Chuck Prophet (Green on Red) Talks Loudon Wainwright III’s Haven’t Got the Blues (Yet)

No need for a memoir; Loudon Wainwright III's covers everything from depression to proper canine care on his 27th album.

Lately, there’s been a tsunami of memoirs from aging musicians who, I guess, can’t resist throwing a book out there while people are still buying books, or maybe they just want a chance to grab the mike and settle some scores. Thankfully, we have yet to receive one from Mr. Wainwright, who has been writing and singing his memoirs since the ’70s. Loudon remains content to bleed all over the tape or hard drive, as the case may be. For him, the LP is still alive and well and this one is full of the details of daily life that nobody else mines quite like him. OK, Jonathan Richman, Randy Newman and John Darnielle get close at times, but none of them has Loudon’s jacket: refugee from the Northern Seaboard drinking class, where not knowing the proper fork to stab somebody with at the holiday dinner table is considered jejune. (I didn’t even know I knew that word, and hope I used it correctly.)

Haven’t Got the Blues (Yet) is Loudon’s 27th record. (I looked it up!) The first time I saw him perform was at the Cactus Club in Austin, where my old bandmate Dan Stuart was living at the time. Late ’80s? Early ’90s? A great night. I remember the songs well enough, but what sticks is the feeling that I was witnessing a folksinger’s master class. He was doing more than showing off his Lightnin’ Hopkins finger-stylings or Bert Jansch tunings. Loudon was baring his soul, with songs, humor and pathos — that trademark narcissistic, self-lacerating wit. The asides and between-song banter stayed with me as much as the music. Brought me into his world. I don’t remember now who my heroes were at that moment, but seeing this guy fill up the stage, a one-man guy with a guitar overflowing with stories and songs, made me forget every last one of them. OK, he did have a vast array of facial expressions too, but not even a Meg White or Tommy Larkin to lean on. No rest for the wicked.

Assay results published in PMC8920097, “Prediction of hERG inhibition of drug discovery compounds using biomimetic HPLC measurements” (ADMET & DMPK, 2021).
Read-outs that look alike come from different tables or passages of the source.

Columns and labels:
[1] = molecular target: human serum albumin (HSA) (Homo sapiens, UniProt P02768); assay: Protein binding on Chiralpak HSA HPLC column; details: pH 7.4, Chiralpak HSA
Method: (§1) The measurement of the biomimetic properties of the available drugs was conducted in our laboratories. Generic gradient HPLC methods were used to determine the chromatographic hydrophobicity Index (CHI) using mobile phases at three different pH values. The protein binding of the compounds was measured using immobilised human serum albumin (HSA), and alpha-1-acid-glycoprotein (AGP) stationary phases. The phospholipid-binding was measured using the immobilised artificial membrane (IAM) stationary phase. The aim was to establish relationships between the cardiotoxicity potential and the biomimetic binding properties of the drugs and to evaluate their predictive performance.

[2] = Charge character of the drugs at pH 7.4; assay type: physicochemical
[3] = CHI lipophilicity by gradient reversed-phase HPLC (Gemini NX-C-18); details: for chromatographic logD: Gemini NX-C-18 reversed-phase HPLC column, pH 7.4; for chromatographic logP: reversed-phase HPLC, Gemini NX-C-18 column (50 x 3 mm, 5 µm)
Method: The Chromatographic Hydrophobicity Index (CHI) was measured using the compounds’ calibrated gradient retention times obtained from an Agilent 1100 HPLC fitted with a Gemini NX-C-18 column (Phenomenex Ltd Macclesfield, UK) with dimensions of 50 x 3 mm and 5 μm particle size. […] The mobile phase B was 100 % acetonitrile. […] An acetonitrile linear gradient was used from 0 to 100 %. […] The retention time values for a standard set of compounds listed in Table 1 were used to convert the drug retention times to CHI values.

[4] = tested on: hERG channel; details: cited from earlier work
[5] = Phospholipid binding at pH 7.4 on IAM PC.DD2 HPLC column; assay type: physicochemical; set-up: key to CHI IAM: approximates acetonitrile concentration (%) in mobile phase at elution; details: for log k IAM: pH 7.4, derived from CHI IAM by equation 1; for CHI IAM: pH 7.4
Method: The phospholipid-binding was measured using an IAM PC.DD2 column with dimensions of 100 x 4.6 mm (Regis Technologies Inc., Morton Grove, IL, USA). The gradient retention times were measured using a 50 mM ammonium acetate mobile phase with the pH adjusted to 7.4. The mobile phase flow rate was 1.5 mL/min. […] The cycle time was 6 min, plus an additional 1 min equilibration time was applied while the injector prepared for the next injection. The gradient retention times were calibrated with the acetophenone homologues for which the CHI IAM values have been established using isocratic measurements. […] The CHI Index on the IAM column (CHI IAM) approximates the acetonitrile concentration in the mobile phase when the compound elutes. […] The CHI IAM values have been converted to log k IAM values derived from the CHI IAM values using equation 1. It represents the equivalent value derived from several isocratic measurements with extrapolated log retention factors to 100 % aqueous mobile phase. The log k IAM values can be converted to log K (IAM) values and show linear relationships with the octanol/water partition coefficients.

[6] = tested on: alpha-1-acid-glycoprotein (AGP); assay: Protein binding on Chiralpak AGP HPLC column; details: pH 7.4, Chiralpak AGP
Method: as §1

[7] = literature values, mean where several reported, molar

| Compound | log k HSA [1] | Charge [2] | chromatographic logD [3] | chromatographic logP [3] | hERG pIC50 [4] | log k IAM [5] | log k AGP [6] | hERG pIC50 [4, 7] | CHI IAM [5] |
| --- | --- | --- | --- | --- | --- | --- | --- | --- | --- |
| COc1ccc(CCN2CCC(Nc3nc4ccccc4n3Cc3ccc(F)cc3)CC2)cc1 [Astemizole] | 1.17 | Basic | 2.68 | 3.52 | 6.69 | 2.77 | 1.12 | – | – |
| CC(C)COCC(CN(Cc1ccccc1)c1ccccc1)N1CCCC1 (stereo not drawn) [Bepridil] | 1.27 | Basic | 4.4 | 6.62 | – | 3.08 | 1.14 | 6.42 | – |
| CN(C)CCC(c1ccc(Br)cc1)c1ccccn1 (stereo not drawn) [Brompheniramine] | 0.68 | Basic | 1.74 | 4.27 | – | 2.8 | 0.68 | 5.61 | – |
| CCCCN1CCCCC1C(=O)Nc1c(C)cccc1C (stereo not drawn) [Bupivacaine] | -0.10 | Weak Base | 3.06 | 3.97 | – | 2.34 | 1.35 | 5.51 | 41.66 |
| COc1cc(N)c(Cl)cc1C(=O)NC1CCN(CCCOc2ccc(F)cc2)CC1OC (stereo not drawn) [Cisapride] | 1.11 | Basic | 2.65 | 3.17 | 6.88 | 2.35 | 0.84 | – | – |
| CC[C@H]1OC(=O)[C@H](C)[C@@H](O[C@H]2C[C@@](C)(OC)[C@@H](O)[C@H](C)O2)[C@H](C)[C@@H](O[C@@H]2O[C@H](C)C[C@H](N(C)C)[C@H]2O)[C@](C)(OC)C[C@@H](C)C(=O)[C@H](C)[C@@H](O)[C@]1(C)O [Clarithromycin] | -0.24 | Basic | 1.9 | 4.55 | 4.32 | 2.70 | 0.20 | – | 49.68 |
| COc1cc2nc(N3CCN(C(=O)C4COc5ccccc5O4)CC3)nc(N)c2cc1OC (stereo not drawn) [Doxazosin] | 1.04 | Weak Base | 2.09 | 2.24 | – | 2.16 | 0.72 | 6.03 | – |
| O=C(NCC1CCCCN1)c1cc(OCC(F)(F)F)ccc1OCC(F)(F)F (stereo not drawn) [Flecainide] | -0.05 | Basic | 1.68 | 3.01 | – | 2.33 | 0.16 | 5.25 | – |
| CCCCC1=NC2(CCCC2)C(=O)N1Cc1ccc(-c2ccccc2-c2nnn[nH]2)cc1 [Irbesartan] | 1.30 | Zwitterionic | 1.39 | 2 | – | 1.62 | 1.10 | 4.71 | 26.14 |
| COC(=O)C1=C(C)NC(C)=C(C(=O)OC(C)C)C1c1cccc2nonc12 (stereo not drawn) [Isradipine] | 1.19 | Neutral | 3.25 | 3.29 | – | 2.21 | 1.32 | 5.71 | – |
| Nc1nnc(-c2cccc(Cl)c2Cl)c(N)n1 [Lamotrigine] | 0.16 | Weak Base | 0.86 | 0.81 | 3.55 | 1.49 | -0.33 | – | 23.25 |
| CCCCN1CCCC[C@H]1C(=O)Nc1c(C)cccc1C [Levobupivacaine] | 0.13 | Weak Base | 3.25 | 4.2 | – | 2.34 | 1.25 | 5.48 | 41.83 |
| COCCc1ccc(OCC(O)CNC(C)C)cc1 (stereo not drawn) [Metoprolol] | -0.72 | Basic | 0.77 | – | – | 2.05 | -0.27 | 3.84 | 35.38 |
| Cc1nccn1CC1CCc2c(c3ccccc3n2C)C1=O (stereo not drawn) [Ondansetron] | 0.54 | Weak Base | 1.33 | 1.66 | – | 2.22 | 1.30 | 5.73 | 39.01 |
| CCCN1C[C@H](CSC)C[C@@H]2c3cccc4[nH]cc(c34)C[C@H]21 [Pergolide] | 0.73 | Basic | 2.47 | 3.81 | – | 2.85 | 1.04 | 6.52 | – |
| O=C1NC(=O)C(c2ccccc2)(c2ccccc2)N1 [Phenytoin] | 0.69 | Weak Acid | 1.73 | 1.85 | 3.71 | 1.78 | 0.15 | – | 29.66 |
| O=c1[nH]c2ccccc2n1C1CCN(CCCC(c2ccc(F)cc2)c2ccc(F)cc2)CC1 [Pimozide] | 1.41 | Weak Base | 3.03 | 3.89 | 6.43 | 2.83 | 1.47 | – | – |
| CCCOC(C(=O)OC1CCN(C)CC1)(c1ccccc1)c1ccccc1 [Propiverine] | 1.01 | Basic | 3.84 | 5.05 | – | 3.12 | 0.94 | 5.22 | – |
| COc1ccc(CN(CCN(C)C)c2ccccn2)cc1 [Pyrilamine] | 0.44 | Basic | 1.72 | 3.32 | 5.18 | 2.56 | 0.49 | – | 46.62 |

The new disc opens with an uptempo shuffle, “Brand New Dance,” kind of a frantic feel, fittingly backwards since the song is about being old and slowing down, getting senior discounts, how bending over to tie your shoes is no mean feat. As for politics: “One of them fools is bound to win.” Killer slide solo, but by whom?

On the standout track “Spaced,” he runs down the ins and outs of parking woes, presumably in New York City, a Calvin Trillin novel in less than four minutes. The Driving Man’s Burden never seemed so hard to bear. In a sly nod to his younger days, he even crows about “squeezing into a tight spot.” Why a song like “Spaced” should have a klezmer-meets-vaudeville arrangement, I can’t unpack, but it works. One complaint here, if I’m allowed that many: The record was sent to me digitally, and I missed having a booklet to leaf through. Listening to the accordion and clarinet, I found myself thinking how cool it would be if Loudon had roped Woody Allen into playing on this one. Like the dumbass California kid I am, I just assume all those guys know each other. Since I didn’t have a booklet, I guess it’s still possible (I also found myself wondering if the lyric sheet includes: “We-ah We-ah! whope whop whope…”). I did write down this verse:

A car in the city
Is a pain in the ass
It’s an albatross
Made out of chrome, steel and glass